September 30, 2013

State Roundup, September 30, 2013

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SAFE BICYCLING: When Maryland legislators approved a law in 2010 that said drivers must stay at least 3 feet away when passing a bicyclist, the cynics said it was a nice gesture, but no one expected police officers with yardsticks to go about enforcing it. In the aftermath of Trish Cunningham’s death, her friends and family are mounting educational efforts to encourage drivers to abide by the law. That message was a focus of Saturday’s rally and memorial ride, reports Ashley Halsey for the Post.

In writing about the rally, Sara Blumberg of the Capital-Gazette writes that, under the law, motorists also must yield to bicycles when making turns, as well as when entering or crossing bike lanes or shoulders, according to the state Motor Vehicle Administration.

UNMANNED AIRCRAFT PACT: Gov. Martin O’Malley has joined two frequent ideological sparring partners to support a collaboration of public universities from their three states to conduct testing of unmanned aircraft systems, reports Michael Dresser for the Sun. The Maryland Democrat signed a joint letter with New Jersey Gov. Chris Christie and Virginia Gov. Bob  McDonnell, both Republicans, endorsing an agreement by the schools to become partners on the Federal Aviation Administration’s Unmanned Aircraft System test site.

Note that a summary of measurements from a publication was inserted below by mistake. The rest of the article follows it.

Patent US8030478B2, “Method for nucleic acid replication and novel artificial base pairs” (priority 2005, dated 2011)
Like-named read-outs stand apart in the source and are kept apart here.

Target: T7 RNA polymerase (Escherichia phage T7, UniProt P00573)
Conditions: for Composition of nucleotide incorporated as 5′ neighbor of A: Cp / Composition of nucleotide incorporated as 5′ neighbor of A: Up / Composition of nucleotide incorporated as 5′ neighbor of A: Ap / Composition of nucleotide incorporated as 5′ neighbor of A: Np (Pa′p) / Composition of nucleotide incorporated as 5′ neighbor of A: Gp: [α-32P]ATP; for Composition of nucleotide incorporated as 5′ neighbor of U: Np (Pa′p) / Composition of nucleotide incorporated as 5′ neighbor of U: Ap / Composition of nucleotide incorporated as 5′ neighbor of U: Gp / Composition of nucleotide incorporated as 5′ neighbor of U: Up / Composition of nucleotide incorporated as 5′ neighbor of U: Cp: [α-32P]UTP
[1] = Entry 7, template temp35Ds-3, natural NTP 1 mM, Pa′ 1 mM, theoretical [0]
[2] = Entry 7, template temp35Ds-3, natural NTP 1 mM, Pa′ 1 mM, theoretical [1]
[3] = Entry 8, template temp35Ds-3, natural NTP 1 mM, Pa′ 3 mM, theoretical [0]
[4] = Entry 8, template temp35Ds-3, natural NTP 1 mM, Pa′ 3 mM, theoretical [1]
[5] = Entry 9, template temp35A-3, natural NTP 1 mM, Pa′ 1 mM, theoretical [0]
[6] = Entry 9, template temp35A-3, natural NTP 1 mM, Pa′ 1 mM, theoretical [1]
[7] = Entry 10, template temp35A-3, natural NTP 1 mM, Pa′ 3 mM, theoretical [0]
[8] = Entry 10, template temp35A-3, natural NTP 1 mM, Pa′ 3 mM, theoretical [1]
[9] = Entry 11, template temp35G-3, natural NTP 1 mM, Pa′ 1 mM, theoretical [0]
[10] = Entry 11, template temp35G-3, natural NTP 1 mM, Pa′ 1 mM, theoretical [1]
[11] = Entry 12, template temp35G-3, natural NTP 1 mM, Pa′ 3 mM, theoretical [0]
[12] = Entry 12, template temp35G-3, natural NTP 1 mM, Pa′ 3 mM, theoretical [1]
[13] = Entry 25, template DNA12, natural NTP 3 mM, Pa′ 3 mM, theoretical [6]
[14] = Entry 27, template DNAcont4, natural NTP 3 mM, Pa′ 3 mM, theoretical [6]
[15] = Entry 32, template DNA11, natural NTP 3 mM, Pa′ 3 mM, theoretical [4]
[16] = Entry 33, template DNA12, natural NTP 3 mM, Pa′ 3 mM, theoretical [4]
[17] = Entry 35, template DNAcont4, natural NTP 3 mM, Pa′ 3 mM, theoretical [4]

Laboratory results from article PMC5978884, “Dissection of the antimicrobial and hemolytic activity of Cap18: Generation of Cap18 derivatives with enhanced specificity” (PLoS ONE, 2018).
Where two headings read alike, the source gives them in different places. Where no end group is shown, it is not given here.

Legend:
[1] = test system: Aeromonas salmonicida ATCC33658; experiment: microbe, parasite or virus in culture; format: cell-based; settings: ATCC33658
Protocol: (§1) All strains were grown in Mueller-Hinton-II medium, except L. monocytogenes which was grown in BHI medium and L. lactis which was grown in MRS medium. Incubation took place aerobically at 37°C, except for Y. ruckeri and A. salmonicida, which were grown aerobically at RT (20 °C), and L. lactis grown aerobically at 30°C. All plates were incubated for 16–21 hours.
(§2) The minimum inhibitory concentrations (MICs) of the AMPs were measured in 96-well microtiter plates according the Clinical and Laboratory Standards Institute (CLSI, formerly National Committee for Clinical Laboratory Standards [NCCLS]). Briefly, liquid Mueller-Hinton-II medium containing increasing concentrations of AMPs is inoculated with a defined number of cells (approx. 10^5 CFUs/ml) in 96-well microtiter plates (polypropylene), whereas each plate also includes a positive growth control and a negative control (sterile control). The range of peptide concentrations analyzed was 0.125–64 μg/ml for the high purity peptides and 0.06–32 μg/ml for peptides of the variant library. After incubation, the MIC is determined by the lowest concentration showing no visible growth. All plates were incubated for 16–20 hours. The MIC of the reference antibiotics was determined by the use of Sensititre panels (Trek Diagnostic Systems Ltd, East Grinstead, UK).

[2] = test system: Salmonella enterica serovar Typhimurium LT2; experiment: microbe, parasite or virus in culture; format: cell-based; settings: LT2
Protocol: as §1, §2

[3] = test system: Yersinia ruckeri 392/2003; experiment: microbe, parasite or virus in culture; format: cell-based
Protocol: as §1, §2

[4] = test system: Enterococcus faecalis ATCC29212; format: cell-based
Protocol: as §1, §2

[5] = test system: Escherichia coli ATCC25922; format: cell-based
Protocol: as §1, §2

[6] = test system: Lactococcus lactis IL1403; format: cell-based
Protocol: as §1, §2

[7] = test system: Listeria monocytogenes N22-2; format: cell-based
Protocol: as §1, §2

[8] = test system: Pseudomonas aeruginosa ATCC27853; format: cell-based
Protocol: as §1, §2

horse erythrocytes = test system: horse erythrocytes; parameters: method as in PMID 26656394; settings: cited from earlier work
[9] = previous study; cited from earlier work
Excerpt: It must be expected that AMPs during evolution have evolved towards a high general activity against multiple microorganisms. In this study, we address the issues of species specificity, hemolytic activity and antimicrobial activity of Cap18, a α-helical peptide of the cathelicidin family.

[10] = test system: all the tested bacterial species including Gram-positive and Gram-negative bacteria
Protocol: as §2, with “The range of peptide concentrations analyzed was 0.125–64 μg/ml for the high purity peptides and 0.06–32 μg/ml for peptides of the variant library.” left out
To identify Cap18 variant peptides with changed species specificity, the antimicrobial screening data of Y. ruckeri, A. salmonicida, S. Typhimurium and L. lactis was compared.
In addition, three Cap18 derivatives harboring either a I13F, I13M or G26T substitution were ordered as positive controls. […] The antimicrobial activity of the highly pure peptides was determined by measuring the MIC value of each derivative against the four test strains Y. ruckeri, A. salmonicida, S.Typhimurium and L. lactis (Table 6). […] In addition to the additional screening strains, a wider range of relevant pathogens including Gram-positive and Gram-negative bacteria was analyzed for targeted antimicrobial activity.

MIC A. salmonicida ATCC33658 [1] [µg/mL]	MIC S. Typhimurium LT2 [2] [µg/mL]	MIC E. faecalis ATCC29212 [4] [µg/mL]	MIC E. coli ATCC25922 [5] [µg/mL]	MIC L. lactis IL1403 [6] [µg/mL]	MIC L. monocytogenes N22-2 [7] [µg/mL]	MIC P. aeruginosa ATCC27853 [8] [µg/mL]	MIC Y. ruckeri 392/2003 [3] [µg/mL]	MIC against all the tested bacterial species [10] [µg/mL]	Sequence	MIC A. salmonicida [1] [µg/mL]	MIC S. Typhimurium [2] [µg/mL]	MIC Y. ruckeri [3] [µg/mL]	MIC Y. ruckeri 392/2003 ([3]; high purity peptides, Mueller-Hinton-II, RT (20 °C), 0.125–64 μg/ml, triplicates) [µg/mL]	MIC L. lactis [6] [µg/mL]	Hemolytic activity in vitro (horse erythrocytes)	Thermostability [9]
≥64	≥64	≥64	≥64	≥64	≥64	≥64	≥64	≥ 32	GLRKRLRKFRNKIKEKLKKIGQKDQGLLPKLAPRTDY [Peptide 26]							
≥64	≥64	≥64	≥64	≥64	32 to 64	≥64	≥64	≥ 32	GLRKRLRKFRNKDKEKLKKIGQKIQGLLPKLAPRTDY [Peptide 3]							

UNDERAGE GAMBLING FINES: More than two dozen instances of underage gambling at Maryland casinos will cost casino operators tens of thousands of dollars in fines, according to an AP story in the Frederick News-Post. A consent agreement signed last week by gambling regulators and earlier by Maryland Live casino marks the state’s first financial penalty for underage violations.

AA CASINO DOLLARS: WYPR’s Fraser Smith and Rick Hutzell of the Maryland Gazette talk about the influx of casino money into Anne Arundel County’s coffers and why citizens and journalists need to follow how it is spent.